Modes of Communication
What children should know
Children should know the various ways they can contact their trusted adult. For example, telephone, email, face-to-face and letter. Part of the criteria in choosing trusted adults could include listing the different ways each trusted adult can be contacted.
Why this is an important part of child sexual abuse prevention
Children need to know the ways they can contact their trusted adults. Sometimes a child may prefer a less direct way to disclose abuse than talking to someone face-to-face. Understanding that it is okay to use any of these modes of communication can lower some of the psychological barriers that prevent disclosure.
Children may disclose sexual abuse by directly telling someone about it but they may also disclose less directly, sometimes unintentionally, over a period of time. However, it is hoped that this program will encourage children to disclose incidences of sexual abuse directly to their trusted adults.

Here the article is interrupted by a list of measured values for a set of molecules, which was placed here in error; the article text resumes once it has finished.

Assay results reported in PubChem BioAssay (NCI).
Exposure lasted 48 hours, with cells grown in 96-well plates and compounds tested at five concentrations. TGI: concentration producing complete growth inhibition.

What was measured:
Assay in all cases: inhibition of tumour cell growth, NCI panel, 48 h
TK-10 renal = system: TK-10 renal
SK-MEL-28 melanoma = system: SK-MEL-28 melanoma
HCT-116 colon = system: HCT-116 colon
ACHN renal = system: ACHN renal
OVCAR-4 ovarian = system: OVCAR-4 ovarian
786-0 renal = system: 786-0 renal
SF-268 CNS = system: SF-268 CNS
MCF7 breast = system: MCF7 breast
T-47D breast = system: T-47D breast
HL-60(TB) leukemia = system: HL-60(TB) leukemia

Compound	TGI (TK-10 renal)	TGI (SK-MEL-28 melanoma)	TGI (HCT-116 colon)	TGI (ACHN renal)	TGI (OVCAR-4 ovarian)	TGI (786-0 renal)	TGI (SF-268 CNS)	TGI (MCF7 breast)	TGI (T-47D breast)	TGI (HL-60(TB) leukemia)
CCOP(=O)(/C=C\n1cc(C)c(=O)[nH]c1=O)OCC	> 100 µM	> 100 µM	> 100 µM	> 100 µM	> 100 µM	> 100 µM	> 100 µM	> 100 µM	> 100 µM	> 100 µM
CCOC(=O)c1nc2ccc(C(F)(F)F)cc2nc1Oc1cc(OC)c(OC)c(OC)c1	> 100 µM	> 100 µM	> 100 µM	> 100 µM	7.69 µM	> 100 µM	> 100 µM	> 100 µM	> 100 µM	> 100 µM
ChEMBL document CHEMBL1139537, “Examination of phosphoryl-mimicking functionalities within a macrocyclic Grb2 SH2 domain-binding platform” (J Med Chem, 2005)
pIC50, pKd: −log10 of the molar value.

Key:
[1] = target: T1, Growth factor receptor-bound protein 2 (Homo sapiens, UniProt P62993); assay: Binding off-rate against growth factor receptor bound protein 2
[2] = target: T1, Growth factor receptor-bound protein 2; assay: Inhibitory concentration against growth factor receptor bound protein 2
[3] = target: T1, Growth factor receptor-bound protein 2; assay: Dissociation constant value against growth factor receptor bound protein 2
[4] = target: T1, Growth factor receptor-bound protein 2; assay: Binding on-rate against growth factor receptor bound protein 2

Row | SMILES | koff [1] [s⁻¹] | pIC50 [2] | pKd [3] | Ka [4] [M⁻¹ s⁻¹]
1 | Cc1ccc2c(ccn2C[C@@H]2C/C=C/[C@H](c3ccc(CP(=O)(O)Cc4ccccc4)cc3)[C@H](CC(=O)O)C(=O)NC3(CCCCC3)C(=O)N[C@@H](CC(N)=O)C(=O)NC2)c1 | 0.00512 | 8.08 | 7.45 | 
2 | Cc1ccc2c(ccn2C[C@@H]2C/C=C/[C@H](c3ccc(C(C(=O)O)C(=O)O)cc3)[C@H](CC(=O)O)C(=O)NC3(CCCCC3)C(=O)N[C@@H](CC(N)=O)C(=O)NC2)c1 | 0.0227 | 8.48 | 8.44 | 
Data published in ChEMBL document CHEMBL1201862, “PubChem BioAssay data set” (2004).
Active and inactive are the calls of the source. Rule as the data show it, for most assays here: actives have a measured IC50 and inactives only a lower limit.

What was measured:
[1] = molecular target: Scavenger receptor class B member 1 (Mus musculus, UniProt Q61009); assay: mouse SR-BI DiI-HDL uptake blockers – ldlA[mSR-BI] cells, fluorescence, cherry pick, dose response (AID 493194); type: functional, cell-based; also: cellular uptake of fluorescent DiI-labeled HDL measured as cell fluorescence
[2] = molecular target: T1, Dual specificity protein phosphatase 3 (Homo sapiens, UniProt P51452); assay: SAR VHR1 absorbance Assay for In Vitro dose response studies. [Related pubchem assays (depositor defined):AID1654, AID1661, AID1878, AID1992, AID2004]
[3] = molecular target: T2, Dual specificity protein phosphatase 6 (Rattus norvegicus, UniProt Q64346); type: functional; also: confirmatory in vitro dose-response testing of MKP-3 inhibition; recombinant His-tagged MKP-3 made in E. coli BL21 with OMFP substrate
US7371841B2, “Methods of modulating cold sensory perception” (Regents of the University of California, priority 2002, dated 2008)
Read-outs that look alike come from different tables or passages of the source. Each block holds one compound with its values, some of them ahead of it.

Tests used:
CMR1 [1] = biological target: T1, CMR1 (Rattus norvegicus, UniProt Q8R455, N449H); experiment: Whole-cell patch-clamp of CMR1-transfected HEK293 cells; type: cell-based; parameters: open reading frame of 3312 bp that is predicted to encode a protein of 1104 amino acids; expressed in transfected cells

Ideas for having conversations on this concept
- Talk to your child about different ways he/she can contact each of his/her trusted adults. Make sure your child has access to their trusted adults’ phone numbers, email addresses, postal addresses and any other information that could help your child contact his/her trusted adults.
- If your child is unable to contact one or more of his/her trusted adults, you may wish to discuss with your child changing his/her trusted adults.
- Create a flow chart together, mapping out possible paths should your child not be able to contact their trusted adult. Use symbols to represent the different modes of communication.
- Practise with your child each of the different ways they can communicate with their trusted adult.
- Access the Kids Help Line web page at www.kidshelp.com.au and spend some time going through the resources together. Explain that if your child does not feel he/she can talk to his/her trusted adults, he/she can also choose to call the Kids Help Line.